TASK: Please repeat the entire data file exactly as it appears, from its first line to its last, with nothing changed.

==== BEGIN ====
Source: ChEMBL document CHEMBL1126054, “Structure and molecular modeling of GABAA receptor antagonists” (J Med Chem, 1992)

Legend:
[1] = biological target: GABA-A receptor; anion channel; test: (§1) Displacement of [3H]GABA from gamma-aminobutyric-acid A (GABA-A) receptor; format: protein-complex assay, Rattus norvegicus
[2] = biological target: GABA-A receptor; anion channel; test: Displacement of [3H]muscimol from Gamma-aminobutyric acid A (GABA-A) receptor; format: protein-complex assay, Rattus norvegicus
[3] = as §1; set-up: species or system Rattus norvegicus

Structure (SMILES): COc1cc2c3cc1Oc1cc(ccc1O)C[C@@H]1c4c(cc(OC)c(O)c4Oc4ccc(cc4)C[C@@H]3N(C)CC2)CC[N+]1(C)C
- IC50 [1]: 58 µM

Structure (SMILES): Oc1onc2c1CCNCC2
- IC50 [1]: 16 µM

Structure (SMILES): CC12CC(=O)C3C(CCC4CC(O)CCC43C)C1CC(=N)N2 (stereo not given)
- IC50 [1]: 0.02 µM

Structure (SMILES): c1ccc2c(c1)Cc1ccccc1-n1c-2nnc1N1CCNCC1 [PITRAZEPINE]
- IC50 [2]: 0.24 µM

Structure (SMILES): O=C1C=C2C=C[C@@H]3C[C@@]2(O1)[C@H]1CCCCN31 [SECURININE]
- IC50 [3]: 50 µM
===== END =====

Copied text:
Source: ChEMBL document CHEMBL1126054, “Structure and molecular modeling of GABAA receptor antagonists” (J Med Chem, 1992)

Legend:
[1] = biological target: GABA-A receptor; anion channel; test: (§1) Displacement of [3H]GABA from gamma-aminobutyric-acid A (GABA-A) receptor; format: protein-complex assay, Rattus norvegicus
[2] = biological target: GABA-A receptor; anion channel; test: Displacement of [3H]muscimol from Gamma-aminobutyric acid A (GABA-A) receptor; format: protein-complex assay, Rattus norvegicus
[3] = as §1; set-up: species or system Rattus norvegicus

Structure (SMILES): COc1cc2c3cc1Oc1cc(ccc1O)C[C@@H]1c4c(cc(OC)c(O)c4Oc4ccc(cc4)C[C@@H]3N(C)CC2)CC[N+]1(C)C
- IC50 [1]: 58 µM

Structure (SMILES): Oc1onc2c1CCNCC2
- IC50 [1]: 16 µM

Structure (SMILES): CC12CC(=O)C3C(CCC4CC(O)CCC43C)C1CC(=N)N2 (stereo not given)
- IC50 [1]: 0.02 µM

Structure (SMILES): c1ccc2c(c1)Cc1ccccc1-n1c-2nnc1N1CCNCC1 [PITRAZEPINE]
- IC50 [2]: 0.24 µM

Structure (SMILES): O=C1C=C2C=C[C@@H]3C[C@@]2(O1)[C@H]1CCCCN31 [SECURININE]
- IC50 [3]: 50 µM